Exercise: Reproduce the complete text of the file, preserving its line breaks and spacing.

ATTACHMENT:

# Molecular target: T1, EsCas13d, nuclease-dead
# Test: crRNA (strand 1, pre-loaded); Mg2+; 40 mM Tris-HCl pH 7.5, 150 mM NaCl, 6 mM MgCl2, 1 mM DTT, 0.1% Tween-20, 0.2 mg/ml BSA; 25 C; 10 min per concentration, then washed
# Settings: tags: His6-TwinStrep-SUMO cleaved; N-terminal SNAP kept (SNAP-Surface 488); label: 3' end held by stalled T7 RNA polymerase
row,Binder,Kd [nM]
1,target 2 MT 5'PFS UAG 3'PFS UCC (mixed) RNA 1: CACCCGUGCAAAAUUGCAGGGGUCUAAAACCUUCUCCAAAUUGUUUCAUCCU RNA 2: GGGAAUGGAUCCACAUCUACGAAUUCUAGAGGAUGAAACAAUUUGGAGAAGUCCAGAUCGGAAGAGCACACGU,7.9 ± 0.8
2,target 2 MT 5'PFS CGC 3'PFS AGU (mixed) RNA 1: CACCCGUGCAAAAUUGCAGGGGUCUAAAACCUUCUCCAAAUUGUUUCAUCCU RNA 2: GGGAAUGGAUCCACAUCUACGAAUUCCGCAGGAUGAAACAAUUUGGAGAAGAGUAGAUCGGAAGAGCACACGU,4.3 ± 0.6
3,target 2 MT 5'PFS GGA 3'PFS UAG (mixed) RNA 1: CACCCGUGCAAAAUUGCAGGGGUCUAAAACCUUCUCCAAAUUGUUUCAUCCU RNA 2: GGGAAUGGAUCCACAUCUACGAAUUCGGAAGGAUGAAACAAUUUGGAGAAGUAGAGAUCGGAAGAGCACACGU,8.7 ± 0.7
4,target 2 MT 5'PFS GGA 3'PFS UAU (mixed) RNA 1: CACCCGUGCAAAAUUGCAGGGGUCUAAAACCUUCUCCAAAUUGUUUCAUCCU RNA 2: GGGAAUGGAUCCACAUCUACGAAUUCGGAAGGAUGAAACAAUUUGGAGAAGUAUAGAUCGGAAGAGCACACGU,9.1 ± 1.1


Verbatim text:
# Molecular target: T1, EsCas13d, nuclease-dead
# Test: crRNA (strand 1, pre-loaded); Mg2+; 40 mM Tris-HCl pH 7.5, 150 mM NaCl, 6 mM MgCl2, 1 mM DTT, 0.1% Tween-20, 0.2 mg/ml BSA; 25 C; 10 min per concentration, then washed
# Settings: tags: His6-TwinStrep-SUMO cleaved; N-terminal SNAP kept (SNAP-Surface 488); label: 3' end held by stalled T7 RNA polymerase
row,Binder,Kd [nM]
1,target 2 MT 5'PFS UAG 3'PFS UCC (mixed) RNA 1: CACCCGUGCAAAAUUGCAGGGGUCUAAAACCUUCUCCAAAUUGUUUCAUCCU RNA 2: GGGAAUGGAUCCACAUCUACGAAUUCUAGAGGAUGAAACAAUUUGGAGAAGUCCAGAUCGGAAGAGCACACGU,7.9 ± 0.8
2,target 2 MT 5'PFS CGC 3'PFS AGU (mixed) RNA 1: CACCCGUGCAAAAUUGCAGGGGUCUAAAACCUUCUCCAAAUUGUUUCAUCCU RNA 2: GGGAAUGGAUCCACAUCUACGAAUUCCGCAGGAUGAAACAAUUUGGAGAAGAGUAGAUCGGAAGAGCACACGU,4.3 ± 0.6
3,target 2 MT 5'PFS GGA 3'PFS UAG (mixed) RNA 1: CACCCGUGCAAAAUUGCAGGGGUCUAAAACCUUCUCCAAAUUGUUUCAUCCU RNA 2: GGGAAUGGAUCCACAUCUACGAAUUCGGAAGGAUGAAACAAUUUGGAGAAGUAGAGAUCGGAAGAGCACACGU,8.7 ± 0.7
4,target 2 MT 5'PFS GGA 3'PFS UAU (mixed) RNA 1: CACCCGUGCAAAAUUGCAGGGGUCUAAAACCUUCUCCAAAUUGUUUCAUCCU RNA 2: GGGAAUGGAUCCACAUCUACGAAUUCGGAAGGAUGAAACAAUUUGGAGAAGUAUAGAUCGGAAGAGCACACGU,9.1 ± 1.1